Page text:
Placebos will not suffice in the search for identity

2010-04-24 11:11

Touchy-feely campaigns to help foster a South

Africanness, such as wearing Bafana Bafana T-shirts on Fridays, are at best

placebos. A new South Africanness will have to be

­constructed on firmer foundations.

To start with, diverse developing countries such as South Africa,

which has such a politically divided past, obviously cannot find a solution in a

nationalism based on shared culture or citizenship alone.

How then should one define South Africanness? We must start with

the premise that there cannot be a single definition of what constitutes South

Africanness. The ethnic, ­language and regional diversity left by colonialism

and apartheid must mean that modern South Africanness has to be “layered”,

plural and inclusive.

Former president Nelson Mandela’s 1962 statement in the dock

­during his political trial for inciting resistance against the apartheid

government neatly put it that South Africanness cannot be defined in ­relation

to a majority community.

By the same token, there cannot be one defining culture that

reflects South Africanness. The fact that we are so ethnically, culturally and

­lingually diverse should be central to a unique South African identity. South Africa’s democracy is based on a

compromise between the ­diverse political groups and acceptance of these

differences.

South Africa is a melting pot of people who have their roots in

­Africa, the East and the West.

Colonial and apartheid governments have insisted that South ­Africa

is a society of self-enforced communities that always has the ­potential for

gruesome conflict.

Yet despite more than 350 years of colonialism and apartheid, South

African cultures are not “gated ­communities” with fixed borders, but more often

than not overlap ­considerably. This means that South Africanness is a state of

­“interconnected differences”. The challenge for South Africa is how to build “a

common sense of South ­Africanness” on the basis of our ­“interconnected

differences”.

What makes our situation different is that creating a new South

­Africanness will have to be based on politics.

What then is the basis of our common political identity? The founding document of our political

settlement is our Constitution.

A common South Africanness will have to be weaved around the idea

of an inclusive democracy.This means that social justice must ­underpin

governing.

Because South Africanness is a political construct, there are some

obvious pitfalls. For one, leadership style matters. There is going to be a

premium on South Africa’s political leaders to govern for every South African,

not just one political party, faction or ethnic group.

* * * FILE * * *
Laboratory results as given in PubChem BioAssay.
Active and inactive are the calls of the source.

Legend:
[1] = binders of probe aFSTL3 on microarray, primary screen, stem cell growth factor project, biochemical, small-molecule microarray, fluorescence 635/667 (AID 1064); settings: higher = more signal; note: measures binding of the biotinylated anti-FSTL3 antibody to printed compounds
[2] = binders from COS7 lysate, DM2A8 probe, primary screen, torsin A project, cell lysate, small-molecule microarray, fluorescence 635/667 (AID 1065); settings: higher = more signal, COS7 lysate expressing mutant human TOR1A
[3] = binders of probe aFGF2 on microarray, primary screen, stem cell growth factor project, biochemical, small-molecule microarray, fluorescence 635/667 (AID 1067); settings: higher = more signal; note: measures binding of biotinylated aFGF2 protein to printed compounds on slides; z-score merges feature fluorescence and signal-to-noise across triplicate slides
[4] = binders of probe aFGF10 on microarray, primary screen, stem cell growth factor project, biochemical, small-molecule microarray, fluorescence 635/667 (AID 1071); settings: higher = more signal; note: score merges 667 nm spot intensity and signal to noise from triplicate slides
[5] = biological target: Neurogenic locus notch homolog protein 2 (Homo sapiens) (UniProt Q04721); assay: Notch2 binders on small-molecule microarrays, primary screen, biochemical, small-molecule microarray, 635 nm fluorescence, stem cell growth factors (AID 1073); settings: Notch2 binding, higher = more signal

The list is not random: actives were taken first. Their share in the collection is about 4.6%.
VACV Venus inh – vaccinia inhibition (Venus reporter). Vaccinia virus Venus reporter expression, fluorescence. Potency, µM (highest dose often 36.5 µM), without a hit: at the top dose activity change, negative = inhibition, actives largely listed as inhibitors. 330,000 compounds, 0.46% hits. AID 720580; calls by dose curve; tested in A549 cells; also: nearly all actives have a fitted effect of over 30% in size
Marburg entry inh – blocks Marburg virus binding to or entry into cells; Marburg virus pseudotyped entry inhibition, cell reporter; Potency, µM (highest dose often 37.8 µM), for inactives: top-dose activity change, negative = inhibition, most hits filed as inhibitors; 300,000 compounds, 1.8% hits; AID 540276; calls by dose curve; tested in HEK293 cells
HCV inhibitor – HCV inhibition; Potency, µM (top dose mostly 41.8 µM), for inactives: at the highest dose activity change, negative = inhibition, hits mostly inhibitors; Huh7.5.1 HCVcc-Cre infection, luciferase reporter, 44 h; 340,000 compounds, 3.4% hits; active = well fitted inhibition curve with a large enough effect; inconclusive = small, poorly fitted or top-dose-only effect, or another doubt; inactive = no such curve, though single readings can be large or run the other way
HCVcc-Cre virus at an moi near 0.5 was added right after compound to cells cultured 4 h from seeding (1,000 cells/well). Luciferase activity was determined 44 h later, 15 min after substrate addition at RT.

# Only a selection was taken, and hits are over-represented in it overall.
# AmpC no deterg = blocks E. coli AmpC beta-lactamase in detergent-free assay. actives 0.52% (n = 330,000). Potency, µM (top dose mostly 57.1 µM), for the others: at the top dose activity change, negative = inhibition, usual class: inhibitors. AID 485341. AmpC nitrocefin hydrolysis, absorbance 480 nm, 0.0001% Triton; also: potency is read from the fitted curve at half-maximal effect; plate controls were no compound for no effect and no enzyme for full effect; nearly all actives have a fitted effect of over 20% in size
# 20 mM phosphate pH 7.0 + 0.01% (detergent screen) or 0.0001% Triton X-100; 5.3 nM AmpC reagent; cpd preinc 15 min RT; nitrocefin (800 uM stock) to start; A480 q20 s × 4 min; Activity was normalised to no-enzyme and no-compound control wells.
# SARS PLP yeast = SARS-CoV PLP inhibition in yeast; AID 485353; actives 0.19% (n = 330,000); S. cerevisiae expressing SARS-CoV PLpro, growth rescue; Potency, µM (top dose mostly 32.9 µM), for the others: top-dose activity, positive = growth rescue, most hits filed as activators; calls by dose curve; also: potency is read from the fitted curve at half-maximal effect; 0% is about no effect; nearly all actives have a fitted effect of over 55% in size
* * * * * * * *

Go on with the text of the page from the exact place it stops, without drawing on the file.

Nelson Mandela, like India’s ­Mahatma Gandhi, tried to evoke

through his own personality a symbol of all-South African patriotism around

which all South Africans could rally, no matter their colour, ethnicity or

political allegiance.

Since democracy and the new constitution are at the heart of South

Africa’s new identity, undermining both cannot but

undermine the formation of a new South Africanness.

President Jacob Zuma, for example, some time ago warned that ANC

MPs should serve the ANC first, before the Constitution. This is wrong.

Democratic institutions, such as the courts, the media and civil

society, are watchdogs of democracy.

A new democratic South African identity necessitates widespread public trust in the

democratic ­system and institutions.

A prerequisite for developing a common South Africanness is

­allowing the space for different opinions.

Another prerequisite is that the vast talents of all South Africans

– not only those of the same colour, party or faction – be used.

Opportunistically using race for self-enrichment or covering up

wrongdoing undermines the building of a common South African ­identity. So, too, retreating to ­“nativism” or wanting

to seek an ­exclusive definition of South ­Africanness overrides the

Constitution’s core definition.

A common South African identity will

have to be built as a mosaic of the best elements of our diverse past and

present, histories and cultures.

The continued legacy of apartheid inequalities is one of the fault

lines on the country’s efforts to build a common South Africanness.

Policies that genuinely uplift the largest number of people, rather

than a small elite, must be at the heart of any economic development. If the

poor black majority is left out of prosperity, a common South Africanness will

remain a pipe dream.

  • Gumede is co-editor, with Leslie

    Dikeni, of the recently released The Poverty of Ideas (Jacana)


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